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Studies of Religion

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Introduction

Religious Rites Assessment In all the religious traditions of the world, certain rites that have stemmed from thousands of years of history permeate the way followers practice their faith publicly and have indeed "...shaped and been shaped by the cultural, political, economic and secular contexts of various periods of history."1 Rites are simply "...formal or ceremonial acts or procedures that are prescribed or customary in religious or other solemn use..."2 and are the backbone of modern public worship in both the Synagogue service in Judaism and the Communion service in Christianity. In Judaism, the Synagogue is a "...gathering place for the Jewish community, a place for prayer, song and instruction."3 The service is the primary rite of public worship for the Jewish people of the Orthodox, Reform and Conservative variations and is derived from ancient times when Jews practiced their faith at the Temple in Jerusalem. Synagogues and in turn the service, were instituted by a group of sages and prophets known as "Anshei Knesset Hagedolah"4, in approximately "500 BC"5, after the Holy Temple was destroyed. In modern times, however, the Synagogue service is "...only a very small aspect of Judaism..."6 with, in all variants, it being simply a time of communal prayer and thanksgiving. The generic term for the individual whom leads the synagogue service is the "Shaliach Tzibur"7 which literally means "messenger of the ...read more.

Middle

On Saturday morning across all variations, readings from the Book of Prophets are recited, which is known as the Haftorah or "Addition to Torah"16. This is significant as it derives from when the Greeks ruled Israel, and Jews were forbidden to read the Torah, and they instead, started to read the Prophets which contained similar ideas to that of their Torah,17 and thus contemporary Jews acknowledge the courage of their ancestors and continue to practice this customary recitation. In Christianity the officiating celebrant differs substantially from that of Judaism with the individual offering prayers to God on behalf of the congregation18 whom he presides over and thus acts very much as an intermediary between God and the parishioners. The officiating celebrant in Catholicism is an ordained male priest who must take the vows of Poverty, Chastity, and Obedience19 which forbids him to marry, have sexual relationships and dissuade from any teachings of his superiors and God. This allows him to be totally committed to serving God and his congregation, and thus lead the rite of Eucharist in the most revered way possible. Anglican and Baptist variants, however, don't follow such stringent rules, with the allowances of marriage and families for their ministers as well as in some cases giving females the opportunity to be ordained celebrants, which is much like the Reform and Conservative variations of Judaism. ...read more.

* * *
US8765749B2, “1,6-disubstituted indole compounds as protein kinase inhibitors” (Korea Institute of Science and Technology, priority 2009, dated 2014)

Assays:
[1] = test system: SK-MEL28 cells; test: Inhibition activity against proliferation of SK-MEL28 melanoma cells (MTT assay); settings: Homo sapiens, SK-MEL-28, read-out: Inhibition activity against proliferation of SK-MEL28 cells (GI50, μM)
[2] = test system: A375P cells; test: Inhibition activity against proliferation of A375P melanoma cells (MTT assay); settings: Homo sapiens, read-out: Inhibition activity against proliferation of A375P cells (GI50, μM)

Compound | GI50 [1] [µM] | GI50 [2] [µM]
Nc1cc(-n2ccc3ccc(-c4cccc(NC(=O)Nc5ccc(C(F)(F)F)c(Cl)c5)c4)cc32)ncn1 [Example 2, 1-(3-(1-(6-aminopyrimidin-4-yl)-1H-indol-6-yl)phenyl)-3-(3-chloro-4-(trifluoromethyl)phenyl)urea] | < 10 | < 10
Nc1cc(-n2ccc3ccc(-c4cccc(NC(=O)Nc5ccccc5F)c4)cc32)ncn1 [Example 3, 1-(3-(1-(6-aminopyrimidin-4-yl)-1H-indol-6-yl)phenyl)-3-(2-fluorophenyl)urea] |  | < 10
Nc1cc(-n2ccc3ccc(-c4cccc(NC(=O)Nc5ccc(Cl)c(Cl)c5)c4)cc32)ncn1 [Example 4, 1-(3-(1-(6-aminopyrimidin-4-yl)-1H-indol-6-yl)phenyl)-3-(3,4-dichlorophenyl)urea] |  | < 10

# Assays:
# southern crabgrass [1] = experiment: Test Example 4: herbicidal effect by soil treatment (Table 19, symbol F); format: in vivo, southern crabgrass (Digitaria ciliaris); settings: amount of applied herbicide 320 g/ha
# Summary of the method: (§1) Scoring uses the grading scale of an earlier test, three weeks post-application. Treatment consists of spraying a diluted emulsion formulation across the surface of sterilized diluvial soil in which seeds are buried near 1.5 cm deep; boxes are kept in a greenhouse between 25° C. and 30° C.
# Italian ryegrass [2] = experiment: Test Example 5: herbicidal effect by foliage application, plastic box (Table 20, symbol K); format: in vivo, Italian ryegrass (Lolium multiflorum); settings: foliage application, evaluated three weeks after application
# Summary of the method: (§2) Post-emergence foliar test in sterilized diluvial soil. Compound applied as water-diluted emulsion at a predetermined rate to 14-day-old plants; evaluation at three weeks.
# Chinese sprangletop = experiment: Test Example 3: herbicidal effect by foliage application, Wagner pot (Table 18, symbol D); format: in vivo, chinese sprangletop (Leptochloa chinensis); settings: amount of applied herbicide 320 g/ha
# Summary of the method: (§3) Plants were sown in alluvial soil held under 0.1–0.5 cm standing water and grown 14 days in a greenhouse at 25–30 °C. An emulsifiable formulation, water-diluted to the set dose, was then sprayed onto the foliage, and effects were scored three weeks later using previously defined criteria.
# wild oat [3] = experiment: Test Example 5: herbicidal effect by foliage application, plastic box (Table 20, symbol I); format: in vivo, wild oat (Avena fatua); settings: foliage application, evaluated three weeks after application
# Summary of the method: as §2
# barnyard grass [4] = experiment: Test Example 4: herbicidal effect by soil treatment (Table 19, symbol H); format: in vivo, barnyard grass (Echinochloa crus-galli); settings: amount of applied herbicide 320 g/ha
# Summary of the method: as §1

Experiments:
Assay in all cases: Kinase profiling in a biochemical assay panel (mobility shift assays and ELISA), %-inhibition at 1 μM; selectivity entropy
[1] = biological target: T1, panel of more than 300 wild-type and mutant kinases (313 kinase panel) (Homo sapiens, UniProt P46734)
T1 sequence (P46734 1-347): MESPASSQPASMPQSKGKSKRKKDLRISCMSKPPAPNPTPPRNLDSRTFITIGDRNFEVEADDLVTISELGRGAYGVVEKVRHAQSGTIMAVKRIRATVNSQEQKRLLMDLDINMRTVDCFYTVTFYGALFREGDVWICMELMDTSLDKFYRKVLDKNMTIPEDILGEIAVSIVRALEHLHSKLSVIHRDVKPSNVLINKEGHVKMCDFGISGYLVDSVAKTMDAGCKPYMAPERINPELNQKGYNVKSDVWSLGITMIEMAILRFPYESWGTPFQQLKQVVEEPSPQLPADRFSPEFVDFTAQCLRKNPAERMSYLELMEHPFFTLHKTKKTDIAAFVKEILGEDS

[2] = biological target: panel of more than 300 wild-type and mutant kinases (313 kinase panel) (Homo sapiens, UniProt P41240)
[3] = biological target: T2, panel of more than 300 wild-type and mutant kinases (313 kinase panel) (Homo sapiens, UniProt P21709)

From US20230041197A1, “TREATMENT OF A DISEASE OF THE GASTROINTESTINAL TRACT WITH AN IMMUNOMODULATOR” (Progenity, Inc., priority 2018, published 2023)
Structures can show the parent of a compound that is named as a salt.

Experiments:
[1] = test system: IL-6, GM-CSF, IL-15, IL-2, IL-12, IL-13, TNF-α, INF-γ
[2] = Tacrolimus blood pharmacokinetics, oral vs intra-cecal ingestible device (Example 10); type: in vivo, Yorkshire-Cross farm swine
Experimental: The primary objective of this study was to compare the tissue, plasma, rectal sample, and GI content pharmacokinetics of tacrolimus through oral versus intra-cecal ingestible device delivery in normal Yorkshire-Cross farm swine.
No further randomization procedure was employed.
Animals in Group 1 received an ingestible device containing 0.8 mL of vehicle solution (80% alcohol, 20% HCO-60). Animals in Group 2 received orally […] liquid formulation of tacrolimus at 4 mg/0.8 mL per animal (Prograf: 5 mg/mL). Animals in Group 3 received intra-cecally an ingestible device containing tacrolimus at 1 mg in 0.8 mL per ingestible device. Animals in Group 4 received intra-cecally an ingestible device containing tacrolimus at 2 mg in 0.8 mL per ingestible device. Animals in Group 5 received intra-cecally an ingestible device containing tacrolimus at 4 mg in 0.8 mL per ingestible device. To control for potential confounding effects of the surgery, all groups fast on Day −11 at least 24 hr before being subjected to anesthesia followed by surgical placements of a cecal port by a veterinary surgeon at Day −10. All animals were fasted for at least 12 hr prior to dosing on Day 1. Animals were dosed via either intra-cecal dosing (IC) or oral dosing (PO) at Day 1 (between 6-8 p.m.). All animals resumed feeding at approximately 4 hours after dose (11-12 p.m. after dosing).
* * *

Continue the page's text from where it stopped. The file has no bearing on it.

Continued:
Conclusion

(2002) The Cux of the Struggle : The Cross as Catalyst, Zadok Institute for Christianity and Society, Victoria. * Fr James O'Meara, St Finbar's Sans Souci * Rabbi Jacqueline Ninio, Temple Emanuel, Bondi Junction. * Rabbi Shlomo Chein, Mayanot Institute of Jewish Studies, Jerusalem. 1 Holm and Bowker. (1994) Rites of Passage, Pinter Publishers, New York. 2 Morrissey et al. (2001) Living Religion Second Edition, Pearson Education, Australia. 3 ibid 4 "Men of The Great Assembly" Misnah, Pirkei Avot (1:1) 5 Rabbi Shlomo Chein 6 ibid 7 Kadden. (2004) Teaching Tefilah, A.R.E Publishing inc, New Jersey. 8 ibid 9 Jewish Law 10 Rabbi Jacqueline Ninio, Temple Emanuel, Bondi Junction. 11 Kadden Op. Cit. 12 Meek. (2003) The Synagogue Phaidon Press, New York. 13 Falcon. (2001) Judaism for Dummies, Hungry Minds, New York. 14 Exodus 27:20 15 Kadden Op. Cit. 16 Rabbi Jacqueline Ninio, Temple Emanuel, Bondi Junction. 17 Ask Moses. http://www.askmoses.com/ (1998), (Site contents copyright (c) 1998 - 2005 AskMoses.com) 18 WELS. http://www.wels.net/cgi-bin/site.pl?1518&cuTopic_topicID=30&cuItem_itemID=9846 (2001), ((c) 2006 WELS. All Rights Reserved) 19 Marshall. (1994) The Catholic Priesthood and the English Reformation, Oxford University Press, Britain 20 Luke 22:19 21 Andrews. (2002) The Crux of the Struggle : The Cross as Catalyst, Zadok Institute for Christianity and Society, Victoria. 22 Marshall, Op. Cit. 23 Fr James O'Meara, St Finbar's Sans Souci 24 Priests Assistant ?? ?? ?? ?? ...read more.

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